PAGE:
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Home > Blog: Resumes > 3 Easy Tips for Perfect Bullet Lists on Your Resume

3 Easy Tips for Perfect Bullet Lists on Your Resume

On a resume, bullet lists are a lot easier to read than paragraphs, so if you're already using bullet lists, you're ahead of the game. But don't get excited just yet. There are good bullet lists and there are bad bullet lists, and many of the resumes I see have baaad bullet lists.

What does a bad one look like? Here's an example:

  • Manager of a 4-person team
  • Writing of monthly reports
  • Cost verification
  • Trained new hires on safety

Notice how those lines are inconsistent and hard to follow? The first one describes the job seeker, the next two describe duties, and the last one describes a specific task? Fortunately, there's an oh-so-simple, three-step way to perfect your bullet lists and boost your resume's readability. And (bonus!) it takes only a few minutes.

TIP 1:  Start each item with an imaginary "In this job, I…"

If you reword each line in the bullet list so that it completes the statement "In this job, I..." the list becomes: 

  • In this job, I  Managed a 4-person team
  • In this job, I  Wrote monthly reports
  • In this job, I  Verified costs
  • In this job, I  Trained new hires on safety 

Of course you wouldn't actually write In this job, I! That's just to illustrate the concept.

When each line begins the same way, we writers call it "parallel construction." Parallel bullet lists are much easier to read and follow than randomly worded lists. And bullet lists on a resume should always start with an action verb in the past or present tense.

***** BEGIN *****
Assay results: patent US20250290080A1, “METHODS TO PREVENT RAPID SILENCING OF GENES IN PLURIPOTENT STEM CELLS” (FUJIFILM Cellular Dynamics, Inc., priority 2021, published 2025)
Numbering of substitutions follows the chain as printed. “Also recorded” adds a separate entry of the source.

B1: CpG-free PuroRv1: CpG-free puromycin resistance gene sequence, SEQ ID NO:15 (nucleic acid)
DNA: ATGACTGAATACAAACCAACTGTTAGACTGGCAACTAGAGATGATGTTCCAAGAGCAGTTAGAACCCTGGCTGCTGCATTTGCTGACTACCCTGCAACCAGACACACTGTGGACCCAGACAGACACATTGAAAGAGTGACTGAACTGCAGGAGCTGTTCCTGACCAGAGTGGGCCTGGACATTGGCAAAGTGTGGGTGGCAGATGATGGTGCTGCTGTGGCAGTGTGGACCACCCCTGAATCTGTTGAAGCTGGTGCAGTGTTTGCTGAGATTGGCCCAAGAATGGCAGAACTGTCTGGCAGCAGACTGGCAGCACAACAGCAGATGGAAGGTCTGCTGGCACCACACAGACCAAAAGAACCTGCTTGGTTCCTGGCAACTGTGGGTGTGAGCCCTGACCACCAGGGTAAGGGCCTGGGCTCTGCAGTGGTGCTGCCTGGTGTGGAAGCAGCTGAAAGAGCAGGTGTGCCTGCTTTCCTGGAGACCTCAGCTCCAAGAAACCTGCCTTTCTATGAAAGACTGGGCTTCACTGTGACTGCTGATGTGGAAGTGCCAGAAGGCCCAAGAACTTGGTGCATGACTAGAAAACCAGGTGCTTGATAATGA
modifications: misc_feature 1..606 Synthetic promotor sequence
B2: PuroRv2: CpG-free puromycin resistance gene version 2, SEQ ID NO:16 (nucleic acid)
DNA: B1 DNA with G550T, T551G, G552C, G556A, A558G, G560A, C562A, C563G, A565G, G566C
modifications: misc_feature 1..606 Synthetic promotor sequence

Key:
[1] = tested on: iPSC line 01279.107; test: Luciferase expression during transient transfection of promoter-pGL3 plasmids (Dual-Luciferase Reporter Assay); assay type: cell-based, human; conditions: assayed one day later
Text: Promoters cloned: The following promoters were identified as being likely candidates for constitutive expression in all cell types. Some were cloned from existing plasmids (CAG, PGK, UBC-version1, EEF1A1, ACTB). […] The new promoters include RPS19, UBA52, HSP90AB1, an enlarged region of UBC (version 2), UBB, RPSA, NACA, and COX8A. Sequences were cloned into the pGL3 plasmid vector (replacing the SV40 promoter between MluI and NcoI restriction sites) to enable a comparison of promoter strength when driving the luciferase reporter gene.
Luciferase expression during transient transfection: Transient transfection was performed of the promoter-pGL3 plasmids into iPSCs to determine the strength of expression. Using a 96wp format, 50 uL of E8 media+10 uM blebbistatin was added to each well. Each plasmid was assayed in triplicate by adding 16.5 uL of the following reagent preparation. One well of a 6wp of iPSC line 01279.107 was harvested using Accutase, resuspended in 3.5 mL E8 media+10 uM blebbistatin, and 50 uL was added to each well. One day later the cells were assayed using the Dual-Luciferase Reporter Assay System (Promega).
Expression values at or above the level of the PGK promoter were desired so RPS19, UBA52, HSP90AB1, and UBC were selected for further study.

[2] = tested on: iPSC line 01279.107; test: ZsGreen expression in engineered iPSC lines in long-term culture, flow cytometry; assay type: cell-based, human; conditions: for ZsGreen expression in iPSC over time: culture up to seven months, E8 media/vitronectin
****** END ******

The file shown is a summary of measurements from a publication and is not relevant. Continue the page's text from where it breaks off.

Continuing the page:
TIP 2:  Don't overuse the same one or two action verbs

If you notice that several bullets start with the same verb (like Managed or Developed), replace some of the duplicates with a similar verb that means the same thing (such as Spearheaded, Oversaw, Established, or Headed). Need ideas? Pongo has a list of 50 action words that may help.

Tip 3: Don't water down your statements

Give yourself credit. Your resume is about showcasing what you did, not what your colleagues may have also been doing. Let's say you and two coworkers wrote a 22-page report. Instead of modestly saying you "Helped write a 22-page budget report" or "Co-wrote a 22-page budget report," say: 

  • Wrote 22-page budget report in partnership with two colleagues

Readers will notice the beginning of the line ("Wrote 22-page budget report") much more than the end of the line.

There you have it—Keep things parallel, avoid repetition, and take full credit. If you haven’t been doing those three things, do them now and you'll take your resume from good to great. And great resumes are the kind that lead to interviews!

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